Back in Brooklyn after 3500 miles across the country of my birth. I barely recognize it anymore after 4 years in New York City: long, rolling hills with trees of many-colored leaves. Rickety fences lining old dirt roads. Back-country rest stops with rusted gray ‘FOOD’ signs and ghost-town alleys with emaciated old tire frames & trailer hitches strewn across them. Good, plain people moving in slow motion against the roaring rapids of modern civilization in SUVs and semi trucks racing down I-80.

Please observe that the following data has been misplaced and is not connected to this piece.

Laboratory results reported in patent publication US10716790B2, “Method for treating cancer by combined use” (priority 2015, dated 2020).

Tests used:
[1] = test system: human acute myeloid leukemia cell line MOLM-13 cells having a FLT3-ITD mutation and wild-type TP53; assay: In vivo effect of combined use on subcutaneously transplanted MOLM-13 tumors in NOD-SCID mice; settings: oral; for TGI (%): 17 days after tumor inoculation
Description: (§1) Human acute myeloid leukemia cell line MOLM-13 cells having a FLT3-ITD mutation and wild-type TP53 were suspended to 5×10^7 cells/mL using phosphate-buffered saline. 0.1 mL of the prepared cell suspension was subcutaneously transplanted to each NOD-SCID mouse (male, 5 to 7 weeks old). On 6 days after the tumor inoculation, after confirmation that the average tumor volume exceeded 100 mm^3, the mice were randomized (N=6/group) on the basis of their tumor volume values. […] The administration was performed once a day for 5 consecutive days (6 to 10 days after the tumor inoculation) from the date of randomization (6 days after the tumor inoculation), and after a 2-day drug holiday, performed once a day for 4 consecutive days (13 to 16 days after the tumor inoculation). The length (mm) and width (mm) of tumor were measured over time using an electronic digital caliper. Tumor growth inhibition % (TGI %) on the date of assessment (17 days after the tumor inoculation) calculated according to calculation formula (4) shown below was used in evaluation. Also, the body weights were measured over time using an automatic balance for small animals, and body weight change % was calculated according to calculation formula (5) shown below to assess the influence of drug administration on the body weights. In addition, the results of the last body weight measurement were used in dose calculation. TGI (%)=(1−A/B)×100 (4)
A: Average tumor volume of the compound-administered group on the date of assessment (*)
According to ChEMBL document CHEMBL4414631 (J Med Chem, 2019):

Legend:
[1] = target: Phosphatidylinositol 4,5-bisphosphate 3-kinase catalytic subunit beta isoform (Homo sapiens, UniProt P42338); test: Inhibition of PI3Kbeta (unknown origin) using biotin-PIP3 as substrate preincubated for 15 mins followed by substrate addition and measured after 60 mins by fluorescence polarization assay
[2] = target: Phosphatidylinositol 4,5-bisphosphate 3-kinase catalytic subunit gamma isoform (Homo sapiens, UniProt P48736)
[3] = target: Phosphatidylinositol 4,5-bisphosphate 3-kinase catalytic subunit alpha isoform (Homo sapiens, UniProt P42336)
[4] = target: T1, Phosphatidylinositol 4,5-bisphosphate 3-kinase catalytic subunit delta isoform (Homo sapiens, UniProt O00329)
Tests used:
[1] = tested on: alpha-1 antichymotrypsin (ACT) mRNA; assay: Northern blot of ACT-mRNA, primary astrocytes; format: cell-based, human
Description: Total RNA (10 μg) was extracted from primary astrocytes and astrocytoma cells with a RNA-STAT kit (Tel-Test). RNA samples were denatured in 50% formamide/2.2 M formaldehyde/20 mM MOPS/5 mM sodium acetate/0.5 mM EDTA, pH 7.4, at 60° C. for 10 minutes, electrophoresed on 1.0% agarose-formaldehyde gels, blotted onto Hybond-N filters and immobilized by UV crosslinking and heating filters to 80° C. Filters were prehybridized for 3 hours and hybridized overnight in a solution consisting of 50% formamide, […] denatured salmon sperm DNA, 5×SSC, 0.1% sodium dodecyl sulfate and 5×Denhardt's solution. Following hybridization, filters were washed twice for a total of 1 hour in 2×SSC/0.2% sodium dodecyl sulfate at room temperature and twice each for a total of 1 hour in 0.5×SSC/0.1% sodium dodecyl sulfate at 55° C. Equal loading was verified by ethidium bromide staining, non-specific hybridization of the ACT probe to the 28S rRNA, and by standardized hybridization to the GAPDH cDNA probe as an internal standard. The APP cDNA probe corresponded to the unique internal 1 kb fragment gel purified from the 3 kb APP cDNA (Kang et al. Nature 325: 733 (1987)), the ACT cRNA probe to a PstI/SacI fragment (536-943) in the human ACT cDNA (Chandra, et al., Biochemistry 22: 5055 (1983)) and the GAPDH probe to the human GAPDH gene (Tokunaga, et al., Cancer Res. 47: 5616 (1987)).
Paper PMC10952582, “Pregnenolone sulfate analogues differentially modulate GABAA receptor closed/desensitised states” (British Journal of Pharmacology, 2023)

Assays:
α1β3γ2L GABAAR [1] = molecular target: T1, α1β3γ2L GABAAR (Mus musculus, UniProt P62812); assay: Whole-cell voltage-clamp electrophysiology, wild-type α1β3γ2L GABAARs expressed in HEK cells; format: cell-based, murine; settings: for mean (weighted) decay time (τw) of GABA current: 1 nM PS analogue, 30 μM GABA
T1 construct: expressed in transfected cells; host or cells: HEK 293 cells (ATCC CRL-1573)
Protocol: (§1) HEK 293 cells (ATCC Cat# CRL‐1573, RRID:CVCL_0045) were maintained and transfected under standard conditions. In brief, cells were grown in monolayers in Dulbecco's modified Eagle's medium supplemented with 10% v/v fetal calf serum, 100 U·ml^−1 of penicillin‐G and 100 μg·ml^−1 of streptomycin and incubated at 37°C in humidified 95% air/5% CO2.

I’m glad to be back in Brooklyn, where I feel activated. The quiet plains of Nebraska and the cornfields of Iowa stretch across my mind even as the screeching breaks of a B44 bus echo outside my window. It reminds me that I’ve always lived in between the comforting spaces that others gravitate towards. And when I look at them from the outside, I pull myself inside and wrap their realities around me for a short time. But before long, this gypsy is slipping out onto the road again under the cover of night.